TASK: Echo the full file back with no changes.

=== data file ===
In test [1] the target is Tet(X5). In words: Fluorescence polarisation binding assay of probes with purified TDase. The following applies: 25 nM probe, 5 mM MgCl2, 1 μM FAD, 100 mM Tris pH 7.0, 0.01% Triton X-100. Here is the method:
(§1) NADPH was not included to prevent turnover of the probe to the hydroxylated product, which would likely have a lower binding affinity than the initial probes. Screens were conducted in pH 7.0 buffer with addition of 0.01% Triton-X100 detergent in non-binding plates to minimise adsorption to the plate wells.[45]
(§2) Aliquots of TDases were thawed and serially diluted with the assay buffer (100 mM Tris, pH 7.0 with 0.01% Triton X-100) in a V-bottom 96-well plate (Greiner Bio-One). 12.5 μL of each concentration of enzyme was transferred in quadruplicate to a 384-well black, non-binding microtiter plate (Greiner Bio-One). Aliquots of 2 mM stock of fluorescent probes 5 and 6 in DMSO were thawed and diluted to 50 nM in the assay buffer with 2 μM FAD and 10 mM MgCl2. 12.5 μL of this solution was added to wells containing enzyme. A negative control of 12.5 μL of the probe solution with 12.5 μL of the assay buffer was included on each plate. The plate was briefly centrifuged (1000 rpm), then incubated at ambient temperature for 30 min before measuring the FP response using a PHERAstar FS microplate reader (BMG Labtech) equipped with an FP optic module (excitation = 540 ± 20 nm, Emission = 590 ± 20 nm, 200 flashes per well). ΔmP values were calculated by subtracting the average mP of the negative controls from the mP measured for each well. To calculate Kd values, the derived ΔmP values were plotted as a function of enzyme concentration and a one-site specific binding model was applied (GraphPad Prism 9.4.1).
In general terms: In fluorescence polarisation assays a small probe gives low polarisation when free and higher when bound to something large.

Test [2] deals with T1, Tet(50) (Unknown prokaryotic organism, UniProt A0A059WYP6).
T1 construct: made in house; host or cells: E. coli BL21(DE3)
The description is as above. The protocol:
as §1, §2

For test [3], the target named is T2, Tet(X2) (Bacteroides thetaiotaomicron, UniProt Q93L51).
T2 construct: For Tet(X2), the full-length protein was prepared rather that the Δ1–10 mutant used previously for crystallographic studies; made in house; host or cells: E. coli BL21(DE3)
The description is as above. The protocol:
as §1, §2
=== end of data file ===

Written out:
In test [1] the target is Tet(X5). In words: Fluorescence polarisation binding assay of probes with purified TDase. The following applies: 25 nM probe, 5 mM MgCl2, 1 μM FAD, 100 mM Tris pH 7.0, 0.01% Triton X-100. Here is the method:
(§1) NADPH was not included to prevent turnover of the probe to the hydroxylated product, which would likely have a lower binding affinity than the initial probes. Screens were conducted in pH 7.0 buffer with addition of 0.01% Triton-X100 detergent in non-binding plates to minimise adsorption to the plate wells.[45]
(§2) Aliquots of TDases were thawed and serially diluted with the assay buffer (100 mM Tris, pH 7.0 with 0.01% Triton X-100) in a V-bottom 96-well plate (Greiner Bio-One). 12.5 μL of each concentration of enzyme was transferred in quadruplicate to a 384-well black, non-binding microtiter plate (Greiner Bio-One). Aliquots of 2 mM stock of fluorescent probes 5 and 6 in DMSO were thawed and diluted to 50 nM in the assay buffer with 2 μM FAD and 10 mM MgCl2. 12.5 μL of this solution was added to wells containing enzyme. A negative control of 12.5 μL of the probe solution with 12.5 μL of the assay buffer was included on each plate. The plate was briefly centrifuged (1000 rpm), then incubated at ambient temperature for 30 min before measuring the FP response using a PHERAstar FS microplate reader (BMG Labtech) equipped with an FP optic module (excitation = 540 ± 20 nm, Emission = 590 ± 20 nm, 200 flashes per well). ΔmP values were calculated by subtracting the average mP of the negative controls from the mP measured for each well. To calculate Kd values, the derived ΔmP values were plotted as a function of enzyme concentration and a one-site specific binding model was applied (GraphPad Prism 9.4.1).
In general terms: In fluorescence polarisation assays a small probe gives low polarisation when free and higher when bound to something large.

Test [2] deals with T1, Tet(50) (Unknown prokaryotic organism, UniProt A0A059WYP6).
T1 construct: made in house; host or cells: E. coli BL21(DE3)
The description is as above. The protocol:
as §1, §2

For test [3], the target named is T2, Tet(X2) (Bacteroides thetaiotaomicron, UniProt Q93L51).
T2 construct: For Tet(X2), the full-length protein was prepared rather that the Δ1–10 mutant used previously for crystallographic studies; made in house; host or cells: E. coli BL21(DE3)
The description is as above. The protocol:
as §1, §2